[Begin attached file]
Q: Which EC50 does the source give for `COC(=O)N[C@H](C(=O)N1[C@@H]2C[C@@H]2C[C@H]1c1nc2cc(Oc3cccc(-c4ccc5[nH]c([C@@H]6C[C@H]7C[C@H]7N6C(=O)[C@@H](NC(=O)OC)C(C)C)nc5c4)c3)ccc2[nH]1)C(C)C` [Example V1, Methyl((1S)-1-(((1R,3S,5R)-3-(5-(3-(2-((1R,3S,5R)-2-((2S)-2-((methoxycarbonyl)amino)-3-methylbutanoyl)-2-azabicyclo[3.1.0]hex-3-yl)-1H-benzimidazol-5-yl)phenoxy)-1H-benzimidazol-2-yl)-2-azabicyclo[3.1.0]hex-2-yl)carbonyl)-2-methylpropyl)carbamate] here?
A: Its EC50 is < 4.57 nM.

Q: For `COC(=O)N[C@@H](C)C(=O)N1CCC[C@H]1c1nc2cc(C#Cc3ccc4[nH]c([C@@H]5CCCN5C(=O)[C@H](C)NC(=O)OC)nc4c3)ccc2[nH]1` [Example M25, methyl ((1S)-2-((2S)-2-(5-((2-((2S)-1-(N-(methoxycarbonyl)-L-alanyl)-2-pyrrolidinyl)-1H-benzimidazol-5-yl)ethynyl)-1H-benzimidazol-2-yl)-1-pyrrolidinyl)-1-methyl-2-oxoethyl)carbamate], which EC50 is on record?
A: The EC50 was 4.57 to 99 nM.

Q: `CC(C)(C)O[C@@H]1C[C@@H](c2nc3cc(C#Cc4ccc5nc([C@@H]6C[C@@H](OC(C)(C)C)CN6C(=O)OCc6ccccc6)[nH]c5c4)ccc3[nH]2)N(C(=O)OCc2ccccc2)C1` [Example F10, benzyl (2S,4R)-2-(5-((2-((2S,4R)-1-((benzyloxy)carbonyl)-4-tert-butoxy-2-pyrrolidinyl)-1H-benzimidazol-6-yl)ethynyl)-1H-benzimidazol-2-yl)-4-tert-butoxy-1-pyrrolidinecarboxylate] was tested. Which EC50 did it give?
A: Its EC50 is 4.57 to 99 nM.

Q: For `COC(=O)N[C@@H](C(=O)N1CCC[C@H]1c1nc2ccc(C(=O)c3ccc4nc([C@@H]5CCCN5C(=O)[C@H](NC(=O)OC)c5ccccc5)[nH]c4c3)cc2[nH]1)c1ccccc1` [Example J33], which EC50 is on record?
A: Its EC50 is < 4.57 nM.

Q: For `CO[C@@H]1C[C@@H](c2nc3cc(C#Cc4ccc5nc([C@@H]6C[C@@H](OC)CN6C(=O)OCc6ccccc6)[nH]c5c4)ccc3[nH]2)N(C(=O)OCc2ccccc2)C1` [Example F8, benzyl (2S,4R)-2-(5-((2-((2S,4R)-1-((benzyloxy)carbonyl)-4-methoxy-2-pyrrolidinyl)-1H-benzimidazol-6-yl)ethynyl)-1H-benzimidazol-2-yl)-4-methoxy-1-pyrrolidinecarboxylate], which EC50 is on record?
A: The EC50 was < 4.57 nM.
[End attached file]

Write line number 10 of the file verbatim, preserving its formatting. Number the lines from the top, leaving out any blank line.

A: The EC50 was < 4.57 nM.